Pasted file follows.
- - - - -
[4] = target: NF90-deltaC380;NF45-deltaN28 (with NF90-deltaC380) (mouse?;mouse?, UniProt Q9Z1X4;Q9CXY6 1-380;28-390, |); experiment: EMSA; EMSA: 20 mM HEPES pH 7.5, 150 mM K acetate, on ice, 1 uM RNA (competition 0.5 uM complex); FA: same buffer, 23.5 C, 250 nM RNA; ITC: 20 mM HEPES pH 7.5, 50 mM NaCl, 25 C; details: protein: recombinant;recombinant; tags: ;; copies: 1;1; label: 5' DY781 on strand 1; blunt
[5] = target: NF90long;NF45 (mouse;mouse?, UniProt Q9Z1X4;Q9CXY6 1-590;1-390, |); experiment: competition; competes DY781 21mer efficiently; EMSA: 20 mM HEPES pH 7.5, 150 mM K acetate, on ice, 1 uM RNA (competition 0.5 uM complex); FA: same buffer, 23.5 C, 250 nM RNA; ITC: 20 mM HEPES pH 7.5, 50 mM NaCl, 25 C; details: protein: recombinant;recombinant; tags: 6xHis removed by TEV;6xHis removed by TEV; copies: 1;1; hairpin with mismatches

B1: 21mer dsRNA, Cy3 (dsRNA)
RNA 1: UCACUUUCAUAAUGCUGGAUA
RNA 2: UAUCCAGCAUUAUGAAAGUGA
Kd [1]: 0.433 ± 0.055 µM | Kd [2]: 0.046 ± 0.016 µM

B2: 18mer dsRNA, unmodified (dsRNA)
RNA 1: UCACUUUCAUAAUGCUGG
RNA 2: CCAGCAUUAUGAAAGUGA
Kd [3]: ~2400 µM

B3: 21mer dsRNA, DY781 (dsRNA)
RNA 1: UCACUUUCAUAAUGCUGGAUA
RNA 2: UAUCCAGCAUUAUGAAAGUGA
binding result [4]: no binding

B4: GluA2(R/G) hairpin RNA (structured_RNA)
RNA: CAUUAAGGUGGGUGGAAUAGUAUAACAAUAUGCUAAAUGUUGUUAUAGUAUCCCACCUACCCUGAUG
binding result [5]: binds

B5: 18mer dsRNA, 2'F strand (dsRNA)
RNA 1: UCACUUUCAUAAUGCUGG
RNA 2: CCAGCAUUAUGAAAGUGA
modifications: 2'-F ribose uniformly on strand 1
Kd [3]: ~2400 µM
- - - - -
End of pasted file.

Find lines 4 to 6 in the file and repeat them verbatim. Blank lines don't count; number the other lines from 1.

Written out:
RNA 1: UCACUUUCAUAAUGCUGGAUA
RNA 2: UAUCCAGCAUUAUGAAAGUGA
Kd [1]: 0.433 ± 0.055 µM | Kd [2]: 0.046 ± 0.016 µM